Learn From the Things They Say

Simply Her (Singapore) - - Learn From Your Kids -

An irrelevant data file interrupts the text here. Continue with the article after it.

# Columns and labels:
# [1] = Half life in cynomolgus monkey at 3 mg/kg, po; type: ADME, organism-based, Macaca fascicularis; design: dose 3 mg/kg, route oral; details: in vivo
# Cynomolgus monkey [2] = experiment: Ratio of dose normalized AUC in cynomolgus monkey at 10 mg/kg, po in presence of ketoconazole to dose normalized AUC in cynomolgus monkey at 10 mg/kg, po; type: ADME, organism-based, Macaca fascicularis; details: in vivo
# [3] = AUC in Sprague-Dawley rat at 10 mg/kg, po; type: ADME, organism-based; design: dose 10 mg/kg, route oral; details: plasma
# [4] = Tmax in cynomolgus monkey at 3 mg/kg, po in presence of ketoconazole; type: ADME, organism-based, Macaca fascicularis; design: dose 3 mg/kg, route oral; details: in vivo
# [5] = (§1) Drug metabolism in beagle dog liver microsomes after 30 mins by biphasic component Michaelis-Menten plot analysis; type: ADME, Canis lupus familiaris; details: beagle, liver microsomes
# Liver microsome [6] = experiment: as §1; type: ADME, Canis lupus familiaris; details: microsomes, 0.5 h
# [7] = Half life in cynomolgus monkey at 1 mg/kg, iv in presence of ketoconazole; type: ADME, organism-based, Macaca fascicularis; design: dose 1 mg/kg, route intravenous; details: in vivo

“My el­dest daugh­ter, Mirabelle, is dyslexic. Her class­mates call her slow, which hurts her a lot. One night, be­fore putting her to bed, I read her The Tor­toise and the Hare. Af­ter I fin­ished the book, Mirabelle turned to me and said, ‘Mama, I am slow like the tor­toise, but it’s okay be­cause like the tor­toise in the book, I will keep go­ing and I know I will make it’. Her state­ment was so pro­found I was moved to tears. Sud­denly I was full of hope be­cause I could see how de­ter­mined Mirabelle was to not let her dys­lexia de­fine her.” – Mita Kelder, 35, pho­tog­ra­pher and writer, and mum to Mirabelle, seven, and Merel, four “When my son Reiez came home from school the other day with­out his lunch box, I was up­set. The lunch box was brand­new and he’d left it be­hind in class. As I lec­tured him on the im­por­tance of be­ing re­spon­si­ble for his be­long­ings, I could feel my­self get­ting worked up. Sens­ing that I was on the verge of freak­ing out, Reiez took my hand and said, very earnestly, ‘Mama, you need to calm down. It’s just a lunch box. Now, take a deep breath and breathe out. Ev­ery­thing will be fine and I will get the lunch box back to­mor­row’. I was floored. My own son had to re­mind me to get a grip!” – Savita Gupta, 45, teacher, and mum to Reiez, six “A few months ago, my el­dest son Adam re­ceived a stress ball. I ex­plained that he could squeeze it when­ever he felt an­gry, up­set or frus­trated. Sev­eral weeks later, we were look­ing at the news­pa­per when he no­ticed a photo on the front page de­pict­ing the Thai po­lit­i­cal cri­sis. He asked me what it was about and I told him that some people in Thai­land were an­gry with their govern­ment and protest­ing about it. His re­sponse: ‘ Why not just give them each a stress ball?’ Could Adam have the se­cret to world peace?” – Ni­cole Lim, 37, stay-at-home mum to Adam, five, and Jude, one “Our fam­ily was hol­i­day­ing in Los Angeles. We were on our way to Dis­ney­land when my hus­band lost his way. I tried to de­ter­mine our lo­ca­tion us­ing the GPS de­vice but couldn’t. A mi­nor ar­gu­ment en­sued and voices were raised. When we stopped at the traf­fic light, a lit­tle voice from be­hind said, ‘ Well, Mum and Dad, ex­pect the un­ex­pected’. It was our then-eight-year-old daugh­ter. What an en­light­en­ing re­mark! We were driv­ing in a for­eign coun­try so there were bound to be a few hic­cups.” – Mishaelle Chua, 38, teacher, and mum to Liu Ying, 10 “Last year, out of the blue, my son said to me, ‘Mummy, I know why a woman is called a woman. It’s be­cause God made Woman from Man, and He gave her a womb, so that’s how the word woman came about’. I thought it was amaz­ing that my son could make a con­nec­tion be­tween the words ‘woman’ and ‘womb’ on his own.” – Collette de Souza, 36, stay-at-home mum to Ben, seven, Is­abel, six, and Ay­den, one “I was on the bus with my el­dest daugh­ter, Robyn, when we no­ticed an el­derly woman get­ting on. She was alone. Robyn looked at her and then turned to me, say­ing, ‘Mummy, when you’re old, I’ll take care of you and I won’t let you ride the bus alone’. I was at a loss for words and praised her for her thought­ful­ness and big heart. To have com­pas­sion and em­pa­thy at such a young age is re­ally some­thing.” – Elsie Chok, 30, stay-at-home mum to Robyn, five, and Kayla, 22 months

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